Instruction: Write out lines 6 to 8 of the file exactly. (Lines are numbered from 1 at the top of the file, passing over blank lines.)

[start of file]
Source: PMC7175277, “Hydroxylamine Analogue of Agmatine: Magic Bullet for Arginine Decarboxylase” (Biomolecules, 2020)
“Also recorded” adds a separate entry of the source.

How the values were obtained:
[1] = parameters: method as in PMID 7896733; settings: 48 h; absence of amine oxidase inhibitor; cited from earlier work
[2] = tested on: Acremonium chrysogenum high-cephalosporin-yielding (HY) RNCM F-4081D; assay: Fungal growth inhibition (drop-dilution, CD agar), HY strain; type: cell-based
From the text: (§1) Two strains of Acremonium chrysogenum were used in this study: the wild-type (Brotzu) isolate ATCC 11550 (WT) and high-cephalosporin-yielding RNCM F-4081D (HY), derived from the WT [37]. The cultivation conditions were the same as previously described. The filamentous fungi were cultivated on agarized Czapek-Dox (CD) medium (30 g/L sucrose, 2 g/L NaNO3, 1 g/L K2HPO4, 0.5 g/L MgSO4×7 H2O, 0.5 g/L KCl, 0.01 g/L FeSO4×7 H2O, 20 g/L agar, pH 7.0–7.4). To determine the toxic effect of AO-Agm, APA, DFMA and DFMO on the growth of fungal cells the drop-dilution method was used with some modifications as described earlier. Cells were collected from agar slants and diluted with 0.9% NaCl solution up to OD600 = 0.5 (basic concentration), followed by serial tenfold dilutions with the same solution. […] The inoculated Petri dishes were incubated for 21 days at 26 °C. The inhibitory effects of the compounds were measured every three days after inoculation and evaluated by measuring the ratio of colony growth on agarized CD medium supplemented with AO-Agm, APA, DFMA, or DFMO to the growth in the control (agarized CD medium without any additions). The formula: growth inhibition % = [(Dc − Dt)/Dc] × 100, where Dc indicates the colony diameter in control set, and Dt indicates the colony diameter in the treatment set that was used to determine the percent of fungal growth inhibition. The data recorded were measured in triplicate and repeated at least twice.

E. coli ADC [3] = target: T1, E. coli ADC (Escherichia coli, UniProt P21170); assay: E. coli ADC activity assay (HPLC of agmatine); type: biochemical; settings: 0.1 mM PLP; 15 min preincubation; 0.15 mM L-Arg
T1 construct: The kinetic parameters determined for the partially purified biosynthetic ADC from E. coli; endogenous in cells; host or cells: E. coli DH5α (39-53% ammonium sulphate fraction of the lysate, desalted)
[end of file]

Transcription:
From the text: (§1) Two strains of Acremonium chrysogenum were used in this study: the wild-type (Brotzu) isolate ATCC 11550 (WT) and high-cephalosporin-yielding RNCM F-4081D (HY), derived from the WT [37]. The cultivation conditions were the same as previously described. The filamentous fungi were cultivated on agarized Czapek-Dox (CD) medium (30 g/L sucrose, 2 g/L NaNO3, 1 g/L K2HPO4, 0.5 g/L MgSO4×7 H2O, 0.5 g/L KCl, 0.01 g/L FeSO4×7 H2O, 20 g/L agar, pH 7.0–7.4). To determine the toxic effect of AO-Agm, APA, DFMA and DFMO on the growth of fungal cells the drop-dilution method was used with some modifications as described earlier. Cells were collected from agar slants and diluted with 0.9% NaCl solution up to OD600 = 0.5 (basic concentration), followed by serial tenfold dilutions with the same solution. […] The inoculated Petri dishes were incubated for 21 days at 26 °C. The inhibitory effects of the compounds were measured every three days after inoculation and evaluated by measuring the ratio of colony growth on agarized CD medium supplemented with AO-Agm, APA, DFMA, or DFMO to the growth in the control (agarized CD medium without any additions). The formula: growth inhibition % = [(Dc − Dt)/Dc] × 100, where Dc indicates the colony diameter in control set, and Dt indicates the colony diameter in the treatment set that was used to determine the percent of fungal growth inhibition. The data recorded were measured in triplicate and repeated at least twice.

E. coli ADC [3] = target: T1, E. coli ADC (Escherichia coli, UniProt P21170); assay: E. coli ADC activity assay (HPLC of agmatine); type: biochemical; settings: 0.1 mM PLP; 15 min preincubation; 0.15 mM L-Arg
T1 construct: The kinetic parameters determined for the partially purified biosynthetic ADC from E. coli; endogenous in cells; host or cells: E. coli DH5α (39-53% ammonium sulphate fraction of the lysate, desalted)